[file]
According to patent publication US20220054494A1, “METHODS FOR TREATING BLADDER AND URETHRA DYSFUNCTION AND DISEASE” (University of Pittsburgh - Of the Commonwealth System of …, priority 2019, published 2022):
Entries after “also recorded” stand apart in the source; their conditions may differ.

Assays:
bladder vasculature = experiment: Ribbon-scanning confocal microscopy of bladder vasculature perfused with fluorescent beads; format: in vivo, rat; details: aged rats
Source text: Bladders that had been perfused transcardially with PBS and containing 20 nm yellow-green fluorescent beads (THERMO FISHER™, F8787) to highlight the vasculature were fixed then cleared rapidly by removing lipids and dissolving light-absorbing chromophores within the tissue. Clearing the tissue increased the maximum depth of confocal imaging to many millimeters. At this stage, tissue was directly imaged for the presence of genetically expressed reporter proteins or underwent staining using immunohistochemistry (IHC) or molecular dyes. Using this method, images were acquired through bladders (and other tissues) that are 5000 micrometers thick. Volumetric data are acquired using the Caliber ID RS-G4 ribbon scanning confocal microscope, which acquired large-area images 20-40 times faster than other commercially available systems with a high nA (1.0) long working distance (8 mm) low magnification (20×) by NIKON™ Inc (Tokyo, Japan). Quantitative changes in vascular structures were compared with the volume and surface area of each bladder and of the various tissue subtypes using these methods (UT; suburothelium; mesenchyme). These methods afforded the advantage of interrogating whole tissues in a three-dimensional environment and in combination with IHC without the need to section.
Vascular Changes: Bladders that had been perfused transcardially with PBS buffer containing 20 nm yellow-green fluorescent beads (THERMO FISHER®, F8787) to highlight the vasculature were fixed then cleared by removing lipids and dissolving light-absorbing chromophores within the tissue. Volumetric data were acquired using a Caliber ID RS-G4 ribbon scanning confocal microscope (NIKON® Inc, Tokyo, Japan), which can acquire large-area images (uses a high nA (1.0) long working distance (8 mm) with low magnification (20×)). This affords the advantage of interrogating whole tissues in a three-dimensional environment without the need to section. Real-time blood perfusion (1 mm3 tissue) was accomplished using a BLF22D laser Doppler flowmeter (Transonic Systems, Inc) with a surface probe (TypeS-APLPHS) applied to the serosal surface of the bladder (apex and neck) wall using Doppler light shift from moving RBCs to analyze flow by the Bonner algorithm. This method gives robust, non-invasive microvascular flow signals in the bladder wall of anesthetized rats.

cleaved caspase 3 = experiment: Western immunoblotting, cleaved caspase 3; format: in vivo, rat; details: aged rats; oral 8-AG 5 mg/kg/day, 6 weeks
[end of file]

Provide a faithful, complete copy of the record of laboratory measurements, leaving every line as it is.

According to patent publication US20220054494A1, “METHODS FOR TREATING BLADDER AND URETHRA DYSFUNCTION AND DISEASE” (University of Pittsburgh - Of the Commonwealth System of …, priority 2019, published 2022):
Entries after “also recorded” stand apart in the source; their conditions may differ.

Assays:
bladder vasculature = experiment: Ribbon-scanning confocal microscopy of bladder vasculature perfused with fluorescent beads; format: in vivo, rat; details: aged rats
Source text: Bladders that had been perfused transcardially with PBS and containing 20 nm yellow-green fluorescent beads (THERMO FISHER™, F8787) to highlight the vasculature were fixed then cleared rapidly by removing lipids and dissolving light-absorbing chromophores within the tissue. Clearing the tissue increased the maximum depth of confocal imaging to many millimeters. At this stage, tissue was directly imaged for the presence of genetically expressed reporter proteins or underwent staining using immunohistochemistry (IHC) or molecular dyes. Using this method, images were acquired through bladders (and other tissues) that are 5000 micrometers thick. Volumetric data are acquired using the Caliber ID RS-G4 ribbon scanning confocal microscope, which acquired large-area images 20-40 times faster than other commercially available systems with a high nA (1.0) long working distance (8 mm) low magnification (20×) by NIKON™ Inc (Tokyo, Japan). Quantitative changes in vascular structures were compared with the volume and surface area of each bladder and of the various tissue subtypes using these methods (UT; suburothelium; mesenchyme). These methods afforded the advantage of interrogating whole tissues in a three-dimensional environment and in combination with IHC without the need to section.
Vascular Changes: Bladders that had been perfused transcardially with PBS buffer containing 20 nm yellow-green fluorescent beads (THERMO FISHER®, F8787) to highlight the vasculature were fixed then cleared by removing lipids and dissolving light-absorbing chromophores within the tissue. Volumetric data were acquired using a Caliber ID RS-G4 ribbon scanning confocal microscope (NIKON® Inc, Tokyo, Japan), which can acquire large-area images (uses a high nA (1.0) long working distance (8 mm) with low magnification (20×)). This affords the advantage of interrogating whole tissues in a three-dimensional environment without the need to section. Real-time blood perfusion (1 mm3 tissue) was accomplished using a BLF22D laser Doppler flowmeter (Transonic Systems, Inc) with a surface probe (TypeS-APLPHS) applied to the serosal surface of the bladder (apex and neck) wall using Doppler light shift from moving RBCs to analyze flow by the Bonner algorithm. This method gives robust, non-invasive microvascular flow signals in the bladder wall of anesthetized rats.

cleaved caspase 3 = experiment: Western immunoblotting, cleaved caspase 3; format: in vivo, rat; details: aged rats; oral 8-AG 5 mg/kg/day, 6 weeks